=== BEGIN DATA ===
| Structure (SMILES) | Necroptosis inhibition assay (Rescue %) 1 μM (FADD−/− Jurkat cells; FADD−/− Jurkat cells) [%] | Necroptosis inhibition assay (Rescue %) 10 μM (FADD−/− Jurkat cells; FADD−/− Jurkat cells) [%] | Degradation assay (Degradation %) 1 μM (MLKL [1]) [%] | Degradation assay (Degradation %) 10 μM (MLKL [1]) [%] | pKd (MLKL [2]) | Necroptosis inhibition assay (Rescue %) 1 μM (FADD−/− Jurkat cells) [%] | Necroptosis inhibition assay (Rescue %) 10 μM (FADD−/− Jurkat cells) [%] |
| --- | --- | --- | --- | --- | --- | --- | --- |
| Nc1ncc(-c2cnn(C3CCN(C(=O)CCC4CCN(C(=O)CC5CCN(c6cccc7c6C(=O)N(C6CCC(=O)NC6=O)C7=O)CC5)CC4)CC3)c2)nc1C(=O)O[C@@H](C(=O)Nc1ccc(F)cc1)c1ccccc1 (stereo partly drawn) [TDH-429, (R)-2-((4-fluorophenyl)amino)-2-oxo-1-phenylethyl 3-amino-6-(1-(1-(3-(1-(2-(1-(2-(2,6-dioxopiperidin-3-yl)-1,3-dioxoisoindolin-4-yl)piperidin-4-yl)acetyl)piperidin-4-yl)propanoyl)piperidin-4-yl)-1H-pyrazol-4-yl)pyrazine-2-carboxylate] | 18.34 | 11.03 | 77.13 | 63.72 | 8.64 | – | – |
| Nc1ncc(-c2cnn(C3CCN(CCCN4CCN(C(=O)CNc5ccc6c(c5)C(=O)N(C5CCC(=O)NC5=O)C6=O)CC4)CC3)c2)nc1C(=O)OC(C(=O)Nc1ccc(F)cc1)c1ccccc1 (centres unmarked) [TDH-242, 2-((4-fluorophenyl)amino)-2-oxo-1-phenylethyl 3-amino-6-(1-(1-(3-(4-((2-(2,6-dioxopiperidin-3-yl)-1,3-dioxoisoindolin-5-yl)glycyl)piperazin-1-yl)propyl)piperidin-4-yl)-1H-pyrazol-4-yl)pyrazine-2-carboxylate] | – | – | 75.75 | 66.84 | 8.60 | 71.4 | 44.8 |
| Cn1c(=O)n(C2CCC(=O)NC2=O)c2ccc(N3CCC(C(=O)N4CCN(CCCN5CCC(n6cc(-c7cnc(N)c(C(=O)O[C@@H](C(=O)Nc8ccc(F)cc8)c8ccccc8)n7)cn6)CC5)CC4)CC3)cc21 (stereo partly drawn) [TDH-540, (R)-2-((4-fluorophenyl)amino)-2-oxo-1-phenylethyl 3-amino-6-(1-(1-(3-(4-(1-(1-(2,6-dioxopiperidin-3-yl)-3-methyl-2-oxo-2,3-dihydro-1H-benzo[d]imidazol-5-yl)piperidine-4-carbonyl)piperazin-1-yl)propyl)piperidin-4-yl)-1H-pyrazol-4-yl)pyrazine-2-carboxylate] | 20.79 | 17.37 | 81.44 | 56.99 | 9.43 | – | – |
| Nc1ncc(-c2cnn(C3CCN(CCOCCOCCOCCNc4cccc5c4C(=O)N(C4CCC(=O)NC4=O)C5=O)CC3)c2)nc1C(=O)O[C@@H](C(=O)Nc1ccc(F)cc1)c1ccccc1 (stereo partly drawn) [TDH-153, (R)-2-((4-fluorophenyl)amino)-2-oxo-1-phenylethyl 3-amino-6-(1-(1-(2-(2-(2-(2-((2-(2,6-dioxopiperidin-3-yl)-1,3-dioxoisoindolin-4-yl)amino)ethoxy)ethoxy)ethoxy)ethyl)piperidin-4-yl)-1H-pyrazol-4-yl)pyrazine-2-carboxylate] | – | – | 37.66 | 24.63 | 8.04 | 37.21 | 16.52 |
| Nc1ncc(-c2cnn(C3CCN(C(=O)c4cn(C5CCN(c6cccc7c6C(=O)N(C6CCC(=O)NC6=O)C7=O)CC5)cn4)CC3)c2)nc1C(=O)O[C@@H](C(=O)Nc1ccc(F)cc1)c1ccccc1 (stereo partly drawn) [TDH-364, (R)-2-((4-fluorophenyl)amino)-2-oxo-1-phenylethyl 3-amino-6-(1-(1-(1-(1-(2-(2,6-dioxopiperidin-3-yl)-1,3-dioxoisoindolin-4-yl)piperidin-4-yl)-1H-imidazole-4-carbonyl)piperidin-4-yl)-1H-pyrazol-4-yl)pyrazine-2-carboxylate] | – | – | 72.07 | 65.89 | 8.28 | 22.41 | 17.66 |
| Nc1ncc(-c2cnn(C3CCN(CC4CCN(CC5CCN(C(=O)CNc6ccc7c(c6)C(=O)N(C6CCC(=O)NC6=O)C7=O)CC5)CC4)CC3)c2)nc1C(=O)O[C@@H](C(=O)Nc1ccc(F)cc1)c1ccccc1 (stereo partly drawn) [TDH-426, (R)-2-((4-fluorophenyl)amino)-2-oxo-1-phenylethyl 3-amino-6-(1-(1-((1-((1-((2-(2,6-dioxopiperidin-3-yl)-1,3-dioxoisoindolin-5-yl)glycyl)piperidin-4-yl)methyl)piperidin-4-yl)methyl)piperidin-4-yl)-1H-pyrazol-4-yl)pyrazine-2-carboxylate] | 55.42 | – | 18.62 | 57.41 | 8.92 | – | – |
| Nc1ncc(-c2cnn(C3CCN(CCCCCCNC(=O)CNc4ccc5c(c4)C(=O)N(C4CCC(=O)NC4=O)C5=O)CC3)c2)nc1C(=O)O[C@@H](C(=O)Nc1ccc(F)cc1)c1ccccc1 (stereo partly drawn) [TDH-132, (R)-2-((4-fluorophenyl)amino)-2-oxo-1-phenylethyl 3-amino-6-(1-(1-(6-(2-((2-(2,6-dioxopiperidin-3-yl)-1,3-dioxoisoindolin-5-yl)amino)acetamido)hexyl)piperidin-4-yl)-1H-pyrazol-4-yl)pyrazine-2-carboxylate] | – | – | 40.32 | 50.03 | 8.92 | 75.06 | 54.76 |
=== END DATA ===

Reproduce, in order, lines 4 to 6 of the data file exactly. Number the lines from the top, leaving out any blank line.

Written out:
| Nc1ncc(-c2cnn(C3CCN(CCCN4CCN(C(=O)CNc5ccc6c(c5)C(=O)N(C5CCC(=O)NC5=O)C6=O)CC4)CC3)c2)nc1C(=O)OC(C(=O)Nc1ccc(F)cc1)c1ccccc1 (centres unmarked) [TDH-242, 2-((4-fluorophenyl)amino)-2-oxo-1-phenylethyl 3-amino-6-(1-(1-(3-(4-((2-(2,6-dioxopiperidin-3-yl)-1,3-dioxoisoindolin-5-yl)glycyl)piperazin-1-yl)propyl)piperidin-4-yl)-1H-pyrazol-4-yl)pyrazine-2-carboxylate] | – | – | 75.75 | 66.84 | 8.60 | 71.4 | 44.8 |
| Cn1c(=O)n(C2CCC(=O)NC2=O)c2ccc(N3CCC(C(=O)N4CCN(CCCN5CCC(n6cc(-c7cnc(N)c(C(=O)O[C@@H](C(=O)Nc8ccc(F)cc8)c8ccccc8)n7)cn6)CC5)CC4)CC3)cc21 (stereo partly drawn) [TDH-540, (R)-2-((4-fluorophenyl)amino)-2-oxo-1-phenylethyl 3-amino-6-(1-(1-(3-(4-(1-(1-(2,6-dioxopiperidin-3-yl)-3-methyl-2-oxo-2,3-dihydro-1H-benzo[d]imidazol-5-yl)piperidine-4-carbonyl)piperazin-1-yl)propyl)piperidin-4-yl)-1H-pyrazol-4-yl)pyrazine-2-carboxylate] | 20.79 | 17.37 | 81.44 | 56.99 | 9.43 | – | – |
| Nc1ncc(-c2cnn(C3CCN(CCOCCOCCOCCNc4cccc5c4C(=O)N(C4CCC(=O)NC4=O)C5=O)CC3)c2)nc1C(=O)O[C@@H](C(=O)Nc1ccc(F)cc1)c1ccccc1 (stereo partly drawn) [TDH-153, (R)-2-((4-fluorophenyl)amino)-2-oxo-1-phenylethyl 3-amino-6-(1-(1-(2-(2-(2-(2-((2-(2,6-dioxopiperidin-3-yl)-1,3-dioxoisoindolin-4-yl)amino)ethoxy)ethoxy)ethoxy)ethyl)piperidin-4-yl)-1H-pyrazol-4-yl)pyrazine-2-carboxylate] | – | – | 37.66 | 24.63 | 8.04 | 37.21 | 16.52 |